How Businesses Can Plan for AI

Lots of businesses are wondering what AI means for them, and it’s essential that companies have an AI strategy, even if that strategy is to do nothing. But even if the answer is ‘do nothing,’ you can only get there by asking the ‘what if’ questions first.

But what are those questions?

We’ll get to those in a moment, but here’s a quick recap of why this is such a difficult discussion.

AI is complex, and most people don’t understand it.

It’s moving fast, so it’s hard to keep track of, and your decisions or assumptions can get overtaken quickly.

There’s no single AI: there are lots of different AI that can do different things. Trying to discuss AI as a whole is too big a challenge for most organizations.

So it’s OK if you’re struggling: this is hard!

The Big Problem: Your Leadership

Spoiler: AI probably isn’t the biggest issue here.

The biggest challenge is that decision-making in most businesses is far too slow. Many organizations – even relatively small ones – cannot make effective decisions in a meaningful timeframe. When something is as consequential and moving as quickly as AI, they won’t be able to keep up.

So while I’m not suggesting that businesses act hastily, they need to move with deliberate speed.

So how should you consider what AI means for their business, customers, and staff?

Some High-Level Considerations

Given the difficulty of this issue, I’ve identified a few considerations to help facilitate the decision-making.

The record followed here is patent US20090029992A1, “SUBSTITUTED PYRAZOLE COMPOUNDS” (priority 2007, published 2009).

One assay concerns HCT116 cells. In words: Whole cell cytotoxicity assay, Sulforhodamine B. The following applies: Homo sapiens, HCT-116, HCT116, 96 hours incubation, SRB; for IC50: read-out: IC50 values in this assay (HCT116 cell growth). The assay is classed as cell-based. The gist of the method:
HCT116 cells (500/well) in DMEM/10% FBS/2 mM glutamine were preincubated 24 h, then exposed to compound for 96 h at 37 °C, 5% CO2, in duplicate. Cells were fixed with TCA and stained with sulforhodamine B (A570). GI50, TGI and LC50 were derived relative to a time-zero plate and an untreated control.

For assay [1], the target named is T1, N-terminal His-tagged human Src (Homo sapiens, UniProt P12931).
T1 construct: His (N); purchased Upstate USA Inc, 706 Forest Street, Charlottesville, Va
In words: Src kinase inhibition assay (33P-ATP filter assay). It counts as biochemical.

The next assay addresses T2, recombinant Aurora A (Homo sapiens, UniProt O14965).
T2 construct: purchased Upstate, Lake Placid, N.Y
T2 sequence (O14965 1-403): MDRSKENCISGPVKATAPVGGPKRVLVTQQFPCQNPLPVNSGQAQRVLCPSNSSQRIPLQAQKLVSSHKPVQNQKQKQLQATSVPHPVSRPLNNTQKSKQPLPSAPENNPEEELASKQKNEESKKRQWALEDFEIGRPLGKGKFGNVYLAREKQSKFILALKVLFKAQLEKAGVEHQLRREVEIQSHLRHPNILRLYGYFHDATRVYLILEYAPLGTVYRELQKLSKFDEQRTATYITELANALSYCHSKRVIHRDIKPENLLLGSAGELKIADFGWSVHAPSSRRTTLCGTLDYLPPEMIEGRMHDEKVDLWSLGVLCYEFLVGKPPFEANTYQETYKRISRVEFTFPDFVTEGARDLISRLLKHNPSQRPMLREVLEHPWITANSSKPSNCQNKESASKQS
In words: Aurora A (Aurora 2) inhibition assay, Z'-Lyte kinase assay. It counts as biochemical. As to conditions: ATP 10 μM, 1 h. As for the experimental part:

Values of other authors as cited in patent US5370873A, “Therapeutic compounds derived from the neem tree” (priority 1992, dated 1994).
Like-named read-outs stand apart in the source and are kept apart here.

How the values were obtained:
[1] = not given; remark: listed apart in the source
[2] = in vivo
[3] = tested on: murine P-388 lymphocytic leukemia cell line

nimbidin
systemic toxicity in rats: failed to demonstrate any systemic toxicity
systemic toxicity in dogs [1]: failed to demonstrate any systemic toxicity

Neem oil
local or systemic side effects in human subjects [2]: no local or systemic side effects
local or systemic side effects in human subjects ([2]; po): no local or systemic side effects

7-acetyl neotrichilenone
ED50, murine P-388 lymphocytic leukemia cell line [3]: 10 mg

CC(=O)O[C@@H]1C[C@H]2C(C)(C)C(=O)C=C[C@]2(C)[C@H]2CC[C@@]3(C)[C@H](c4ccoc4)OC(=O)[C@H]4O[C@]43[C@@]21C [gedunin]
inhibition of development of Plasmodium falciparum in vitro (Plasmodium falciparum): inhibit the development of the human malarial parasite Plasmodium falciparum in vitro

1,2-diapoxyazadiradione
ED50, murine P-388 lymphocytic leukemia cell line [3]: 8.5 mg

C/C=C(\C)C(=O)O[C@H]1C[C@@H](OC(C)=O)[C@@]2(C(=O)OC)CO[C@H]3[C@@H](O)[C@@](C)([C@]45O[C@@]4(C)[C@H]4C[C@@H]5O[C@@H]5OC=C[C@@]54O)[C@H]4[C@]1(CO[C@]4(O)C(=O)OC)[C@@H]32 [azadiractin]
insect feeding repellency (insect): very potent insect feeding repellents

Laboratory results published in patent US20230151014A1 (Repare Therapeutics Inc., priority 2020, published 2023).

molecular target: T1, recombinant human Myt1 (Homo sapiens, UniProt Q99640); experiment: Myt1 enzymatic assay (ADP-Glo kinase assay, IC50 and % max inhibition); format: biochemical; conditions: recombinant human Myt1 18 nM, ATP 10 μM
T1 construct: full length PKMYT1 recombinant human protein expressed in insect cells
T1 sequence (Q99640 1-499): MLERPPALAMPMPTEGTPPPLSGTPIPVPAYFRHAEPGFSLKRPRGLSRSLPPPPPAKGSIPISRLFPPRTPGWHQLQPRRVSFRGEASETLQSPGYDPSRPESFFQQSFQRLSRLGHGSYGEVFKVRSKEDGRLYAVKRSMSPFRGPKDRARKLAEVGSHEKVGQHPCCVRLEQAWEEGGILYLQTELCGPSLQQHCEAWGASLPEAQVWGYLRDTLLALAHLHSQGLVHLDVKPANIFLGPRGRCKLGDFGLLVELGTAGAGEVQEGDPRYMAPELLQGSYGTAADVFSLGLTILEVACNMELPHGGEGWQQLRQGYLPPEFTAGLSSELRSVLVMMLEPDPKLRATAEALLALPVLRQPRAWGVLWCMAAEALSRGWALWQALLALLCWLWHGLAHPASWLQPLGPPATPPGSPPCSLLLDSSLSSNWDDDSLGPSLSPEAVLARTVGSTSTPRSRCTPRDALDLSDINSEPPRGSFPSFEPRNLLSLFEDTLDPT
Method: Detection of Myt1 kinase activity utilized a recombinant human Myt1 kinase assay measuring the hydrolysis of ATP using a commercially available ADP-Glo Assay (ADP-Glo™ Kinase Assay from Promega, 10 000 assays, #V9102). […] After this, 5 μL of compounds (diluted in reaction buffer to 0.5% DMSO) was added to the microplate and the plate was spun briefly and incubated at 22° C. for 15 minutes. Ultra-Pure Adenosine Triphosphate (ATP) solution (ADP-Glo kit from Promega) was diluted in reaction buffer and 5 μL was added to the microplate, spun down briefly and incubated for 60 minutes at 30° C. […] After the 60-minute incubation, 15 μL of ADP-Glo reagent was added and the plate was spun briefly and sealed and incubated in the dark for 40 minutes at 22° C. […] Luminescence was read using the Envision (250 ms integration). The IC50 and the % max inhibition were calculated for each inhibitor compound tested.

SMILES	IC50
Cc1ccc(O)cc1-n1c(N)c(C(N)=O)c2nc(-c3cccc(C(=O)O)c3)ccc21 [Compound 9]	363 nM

Doing Nothing is OK

Doing nothing isn’t the same as ignoring the problem. Doing nothing is OK, but only as long as that is a conscious decision. Keep in mind that there will be some businesses, particularly some small businesses, that don’t need an AI strategy. Even some big companies might not need an AI strategy right now. The important thing is that doing nothing is a conscious decision, not the result of burying your head in the sand.

Take Baby Steps

There’s lots of low-hanging fruit concerning AI, so start small. It’s easy to try tools that will help improve people’s writing, generate images, or develop code. Employing these low-level tools doesn’t mean you have to turn over the running of the entire business to a robot.

Here’s a simple example.

I recently added an AI-powered chatbot to my websites. It uses my books as a knowledge base to answer questions on risk and crisis. So instead of hoping that ChatGPT will give people the right answer, I can be confident of the answers it’s going to give.

With Staff, It’s ‘And’, Not ‘Or’

I think asking whether we have AI or people is the wrong question. There will be some jobs, probably those done by very low-skilled office staff, that AI can do better. However, the real benefit is that we have AI plus people, AIXP: AI plus expertise. That way, we get the judgment and oversight that we really need because these models aren’t infallible, and they can’t show empathy or exercise human-level judgment. I think using AI as an efficiency tool to augment the experience of individuals is the most significant opportunity for most businesses.

And for lower-skilled staff, instead of thinking about layoffs, we should think about how we retrain our staff to guide the AI and work effectively with others. Surely a much more fulfilling career than mindless busy work?

If you’re wondering what AI means for your job, I wrote a piece on that here

You’re In Control

Remember, the AI does what you tell it to do. That means it’s tough for the AI to run amok unless you’ve allowed it to run amok. It’s also very difficult for the AI to come up with offensive or crude comments unless you’ve trained it that this is OK.